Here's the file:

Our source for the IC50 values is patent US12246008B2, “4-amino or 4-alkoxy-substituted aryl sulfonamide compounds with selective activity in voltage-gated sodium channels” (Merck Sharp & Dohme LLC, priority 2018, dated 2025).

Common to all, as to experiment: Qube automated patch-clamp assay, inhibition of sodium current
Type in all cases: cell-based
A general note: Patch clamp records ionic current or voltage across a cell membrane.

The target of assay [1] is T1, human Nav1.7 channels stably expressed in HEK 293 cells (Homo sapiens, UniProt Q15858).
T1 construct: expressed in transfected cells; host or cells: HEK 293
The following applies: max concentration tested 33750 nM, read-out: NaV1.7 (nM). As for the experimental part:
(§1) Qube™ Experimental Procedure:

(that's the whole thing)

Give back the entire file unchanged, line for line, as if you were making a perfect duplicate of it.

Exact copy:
Our source for the IC50 values is patent US12246008B2, “4-amino or 4-alkoxy-substituted aryl sulfonamide compounds with selective activity in voltage-gated sodium channels” (Merck Sharp & Dohme LLC, priority 2018, dated 2025).

Common to all, as to experiment: Qube automated patch-clamp assay, inhibition of sodium current
Type in all cases: cell-based
A general note: Patch clamp records ionic current or voltage across a cell membrane.

The target of assay [1] is T1, human Nav1.7 channels stably expressed in HEK 293 cells (Homo sapiens, UniProt Q15858).
T1 construct: expressed in transfected cells; host or cells: HEK 293
The following applies: max concentration tested 33750 nM, read-out: NaV1.7 (nM). As for the experimental part:
(§1) Qube™ Experimental Procedure: